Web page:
Retired Major Genearl James Cartwright, once the second ranking soldier in the nation, is being targeted by the US Justice Department in a leak investigation involving the Stuxnet virus.
NBC said Cartwright, once the second highest ranking officer in the U.S. military, is being probed over the leaked information about the computer virus, which temporarily disabled 1,000 centrifuges used by Iran to enrich uranium, setting back its nuclear program.
The United States and Western powers believe the Iranian nuclear enrichment program is aimed at building atomic weapons, while Tehran says it is solely for civilian energy purposes.
The New York Times published a detailed account of the Stuxnet program in June last year, in which it said President Barack Obama had decided to accelerate U.S. cyber attacks, which began under former President George W. Bush.
The story was based on 18 months of interviews with "with current and former American, European and Israeli officials involved in the program, as well as a range of outside experts," the Times said in its story.
Cartwright, a four-star general who is now retired, was vice chairman of the Joint Chiefs from 2007 to 2011.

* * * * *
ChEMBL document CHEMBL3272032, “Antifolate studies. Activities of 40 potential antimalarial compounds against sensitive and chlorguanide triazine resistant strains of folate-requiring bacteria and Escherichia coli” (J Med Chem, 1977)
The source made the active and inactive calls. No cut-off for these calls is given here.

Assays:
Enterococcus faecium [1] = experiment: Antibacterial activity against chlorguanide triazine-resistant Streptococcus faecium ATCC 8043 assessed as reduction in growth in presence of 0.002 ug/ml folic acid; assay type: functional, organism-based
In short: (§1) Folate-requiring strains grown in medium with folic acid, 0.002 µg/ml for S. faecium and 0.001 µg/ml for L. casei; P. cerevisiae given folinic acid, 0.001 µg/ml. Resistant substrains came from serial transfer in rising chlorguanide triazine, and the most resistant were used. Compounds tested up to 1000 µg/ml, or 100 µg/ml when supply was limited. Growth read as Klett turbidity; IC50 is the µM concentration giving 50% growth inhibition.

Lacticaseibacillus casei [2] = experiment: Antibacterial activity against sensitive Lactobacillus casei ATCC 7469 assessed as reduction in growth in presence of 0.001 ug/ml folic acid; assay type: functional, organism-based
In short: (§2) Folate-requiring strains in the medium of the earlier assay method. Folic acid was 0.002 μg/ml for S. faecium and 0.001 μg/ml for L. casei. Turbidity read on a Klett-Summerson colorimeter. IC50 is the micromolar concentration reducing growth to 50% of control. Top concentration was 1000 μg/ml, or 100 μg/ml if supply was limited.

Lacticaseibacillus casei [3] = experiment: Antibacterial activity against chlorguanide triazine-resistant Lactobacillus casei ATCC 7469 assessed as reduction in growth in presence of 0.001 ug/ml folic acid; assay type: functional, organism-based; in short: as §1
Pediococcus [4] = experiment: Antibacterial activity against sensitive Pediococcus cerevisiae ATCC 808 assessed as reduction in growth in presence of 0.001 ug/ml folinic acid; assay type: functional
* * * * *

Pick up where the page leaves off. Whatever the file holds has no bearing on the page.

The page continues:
News of the leak investigation came as the United States is trying to persuade Russia to deport American Edward Snowden, a former contractor working at the National Security Agency who disclosed information to two newspapers about secret U.S. government surveillance of internet and phone traffic.
Snowden fled the United States to Hong Kong before the information was made public this month and is now believed to be in the transit area of a Moscow airport.
Why would someone that senior be leaking to the NY Times? One possibility is that he was told to. By the time the NY Times story was published, Iran had already identified the virus and was taking steps to mitigate its effects. Letting Iran know who was responsible could have been part of a psy-ops operation.
Otherwise, it's hard to fathom why Cartwright would leak - unless he dislikes the administration and thought that leaking the information would embarrass them. But one would think anyone who rose that high in the ranks would eschew such petty reasons for divulging secrets.